Gil Morgan, who held the first-round lead, carded a 70 to join Dana Quigley and Mark James in a tie for third at 9-under-par 135.
McCord, who manages to get some golf in every now and then while working as an analyst for CBS television, strolled around the TPC of Michigan breathing an air of confidence that lifted him to the 36-hole lead of a major championship.
'Today, it was very relaxing,' said McCord, who won twice on the Champions Tour in 1999. 'It was good, everything was good. One of those days that it's kind of fun to play.'
McCord picked up a birdie at the first, but found trouble with a bogey at the par-3 fourth after his tee shot nestled in a bunker. With that early stumble out of the way, McCord got back to make birdies, in a major way.
He knocked a wedge to 12 feet at the par-4 fifth for the first of four consecutive birdies to reach 6 under around the turn. At the par-4 10th, McCord dropped a wedge within a foot of the hole for a tap-in birdie to keep his momentum going.
McCord added a birdie at the par-3 12th and made it two in a row with a birdie at the par-5 13th. McCord then hit his tee shot to 5 feet for a birdie at the par-3 15th to assume the outright lead.
The ever-talkative McCord parred his way in before giving some insights on balancing a television career with a life on tour.
'This is a big chalkboard, okay. Write it down. Basically, it's memory,' he said. 'The more you play, the more you've got stuff on your chalkboard and the more you can refer to it. The only way to fill that up is to go play. There's no other way to do it.'
McCord still recognizes that filling this chalkboard becomes more difficult when golf isn't the main focus.
'Like Gary Koch, I talk to him and he's going, 'How are you doing this?'' said McCord. 'And Andy North, having a tough time. It's hard when you go back and forth. It's really hard to get any kind of momentum going, just about impossible.'
Canizares made his move in the afternoon, rocketing up the leaderboard over his closing holes to join McCord in the lead.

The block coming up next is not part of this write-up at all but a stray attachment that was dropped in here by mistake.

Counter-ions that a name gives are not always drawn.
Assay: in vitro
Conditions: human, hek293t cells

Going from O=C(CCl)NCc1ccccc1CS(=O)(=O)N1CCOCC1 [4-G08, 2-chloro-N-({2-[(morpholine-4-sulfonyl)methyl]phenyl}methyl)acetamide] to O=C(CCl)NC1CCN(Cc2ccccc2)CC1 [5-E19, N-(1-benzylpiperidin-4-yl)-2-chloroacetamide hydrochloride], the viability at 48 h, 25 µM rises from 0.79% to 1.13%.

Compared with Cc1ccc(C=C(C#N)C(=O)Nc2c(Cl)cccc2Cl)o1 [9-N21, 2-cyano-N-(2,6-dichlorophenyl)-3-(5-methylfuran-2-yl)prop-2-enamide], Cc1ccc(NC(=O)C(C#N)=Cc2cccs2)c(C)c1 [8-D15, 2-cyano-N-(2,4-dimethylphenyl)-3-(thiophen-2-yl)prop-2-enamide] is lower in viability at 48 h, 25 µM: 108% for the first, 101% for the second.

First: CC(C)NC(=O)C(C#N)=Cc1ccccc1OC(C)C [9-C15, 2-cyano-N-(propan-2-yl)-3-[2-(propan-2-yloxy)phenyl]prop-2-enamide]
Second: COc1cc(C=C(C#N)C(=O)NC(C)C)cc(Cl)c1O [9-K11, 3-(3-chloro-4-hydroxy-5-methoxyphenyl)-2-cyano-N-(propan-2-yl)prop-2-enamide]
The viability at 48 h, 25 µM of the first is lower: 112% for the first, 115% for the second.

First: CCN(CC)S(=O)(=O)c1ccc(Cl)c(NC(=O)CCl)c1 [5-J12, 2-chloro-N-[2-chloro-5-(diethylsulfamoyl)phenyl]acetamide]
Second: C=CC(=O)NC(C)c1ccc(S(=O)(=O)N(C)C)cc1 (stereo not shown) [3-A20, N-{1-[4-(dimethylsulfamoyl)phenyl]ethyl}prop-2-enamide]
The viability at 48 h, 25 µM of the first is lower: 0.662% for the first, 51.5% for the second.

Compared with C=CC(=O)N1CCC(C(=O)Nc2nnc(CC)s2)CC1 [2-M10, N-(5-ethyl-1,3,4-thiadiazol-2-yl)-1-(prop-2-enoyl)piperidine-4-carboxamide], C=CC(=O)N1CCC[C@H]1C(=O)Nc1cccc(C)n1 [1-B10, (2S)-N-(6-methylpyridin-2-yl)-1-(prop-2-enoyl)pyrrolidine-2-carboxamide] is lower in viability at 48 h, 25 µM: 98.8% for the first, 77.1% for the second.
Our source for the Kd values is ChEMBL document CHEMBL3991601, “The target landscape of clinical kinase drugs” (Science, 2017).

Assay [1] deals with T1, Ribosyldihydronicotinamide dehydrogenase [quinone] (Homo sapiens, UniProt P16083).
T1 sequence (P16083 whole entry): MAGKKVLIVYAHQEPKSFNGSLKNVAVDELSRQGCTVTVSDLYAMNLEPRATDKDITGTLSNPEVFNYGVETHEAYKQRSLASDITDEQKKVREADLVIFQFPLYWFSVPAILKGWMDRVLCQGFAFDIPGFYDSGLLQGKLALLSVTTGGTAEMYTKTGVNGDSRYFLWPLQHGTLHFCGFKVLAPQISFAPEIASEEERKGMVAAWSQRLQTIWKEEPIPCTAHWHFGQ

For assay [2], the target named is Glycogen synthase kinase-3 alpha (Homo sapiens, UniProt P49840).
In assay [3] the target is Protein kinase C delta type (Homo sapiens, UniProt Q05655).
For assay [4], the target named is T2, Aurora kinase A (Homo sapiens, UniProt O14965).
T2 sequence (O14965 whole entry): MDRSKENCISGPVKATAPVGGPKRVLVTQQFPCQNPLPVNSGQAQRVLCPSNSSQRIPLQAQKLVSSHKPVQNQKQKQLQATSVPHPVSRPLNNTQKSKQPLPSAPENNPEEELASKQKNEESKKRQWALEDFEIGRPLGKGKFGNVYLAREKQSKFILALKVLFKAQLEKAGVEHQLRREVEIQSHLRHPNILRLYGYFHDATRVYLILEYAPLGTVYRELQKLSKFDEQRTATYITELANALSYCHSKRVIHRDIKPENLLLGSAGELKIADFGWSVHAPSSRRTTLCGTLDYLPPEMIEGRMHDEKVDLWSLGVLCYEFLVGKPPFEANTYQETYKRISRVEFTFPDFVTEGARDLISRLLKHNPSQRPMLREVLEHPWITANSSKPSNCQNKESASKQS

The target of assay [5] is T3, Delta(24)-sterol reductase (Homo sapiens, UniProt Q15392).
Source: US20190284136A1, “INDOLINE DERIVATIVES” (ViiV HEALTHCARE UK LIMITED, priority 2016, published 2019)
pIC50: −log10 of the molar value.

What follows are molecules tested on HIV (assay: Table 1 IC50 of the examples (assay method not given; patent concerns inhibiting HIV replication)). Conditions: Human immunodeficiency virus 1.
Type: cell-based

After an up-and-down front nine, Canizares tallied a birdie at the par-4 10th to get back to even par on his round. The Spaniard parred the next two holes before beginning an unbelievable run with a birdie at the par-5 13th.
Canizares added a birdie at the 14th and made it three in a row with a birdie at the very next hole. The 57-year-old wasn't done yet, and kept the birdie streak going, ultimately knocking an 8-iron inside 2 feet for a birdie at the last to go six-for-six down the stretch.
'I hit the ball very well,' said Canizares, who posted a 6-under 66. 'When you make six birdies at the end you're happy.'
After a 65 gave him the first-round lead, Morgan cooled off considerably with a lone birdie over his first nine holes. He faltered with a bogey at the 11th, but added a birdie at the 13th and a birdie at the 16th to finish one shot back.
Quigley tallied four birdies over his first six holes, but struggled to a bogey at the seventh. He drained a 15-foot putt for a birdie at the 10th and collected another birdie at the par-5 13th.
At the par-3 15th, Quigley played his tee shot to 12 feet and converted the putt en route to a round of 67.
'If my confidence gets better, I can only play better,' said Quigley, who is playing in the 250th consecutive event for which he has been eligible.
James collected six birdies to go along with one bogey for a 67 of his own.
'It was a lot easier today,' said the former European Ryder Cup captain. 'Today I started playing very well and kept going right through really.'
Doug Tewell and Ed Fiori share sixth place at 8-under-par 136. Defending champion Craig Stadler, Bruce Fleisher, Bruce Lietzke and Jim Ahern followed at 7-under-par 137.
Allen Doyle, who won this event in a playoff in 2001, was one shot further back along with Hugh Baiocchi at 6-under-par 138.